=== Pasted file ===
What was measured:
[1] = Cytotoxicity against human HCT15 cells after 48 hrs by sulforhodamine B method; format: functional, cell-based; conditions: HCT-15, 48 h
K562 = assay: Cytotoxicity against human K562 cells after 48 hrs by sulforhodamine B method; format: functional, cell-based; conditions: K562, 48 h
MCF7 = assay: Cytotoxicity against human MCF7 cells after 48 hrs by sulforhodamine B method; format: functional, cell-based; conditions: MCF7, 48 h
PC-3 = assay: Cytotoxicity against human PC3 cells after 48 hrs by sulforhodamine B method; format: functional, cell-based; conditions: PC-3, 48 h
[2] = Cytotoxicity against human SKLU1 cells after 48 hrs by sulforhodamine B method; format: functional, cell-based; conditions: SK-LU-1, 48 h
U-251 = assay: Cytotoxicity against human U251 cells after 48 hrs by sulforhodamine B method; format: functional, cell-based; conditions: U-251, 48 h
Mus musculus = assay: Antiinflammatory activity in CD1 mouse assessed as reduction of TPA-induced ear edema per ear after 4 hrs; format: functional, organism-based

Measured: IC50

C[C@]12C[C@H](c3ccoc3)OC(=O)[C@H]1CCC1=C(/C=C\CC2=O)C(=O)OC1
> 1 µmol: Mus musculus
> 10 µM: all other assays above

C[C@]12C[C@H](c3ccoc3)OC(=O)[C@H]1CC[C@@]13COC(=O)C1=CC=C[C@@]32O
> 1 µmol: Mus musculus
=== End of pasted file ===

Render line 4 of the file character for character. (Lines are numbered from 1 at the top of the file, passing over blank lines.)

MCF7 = assay: Cytotoxicity against human MCF7 cells after 48 hrs by sulforhodamine B method; format: functional, cell-based; conditions: MCF7, 48 h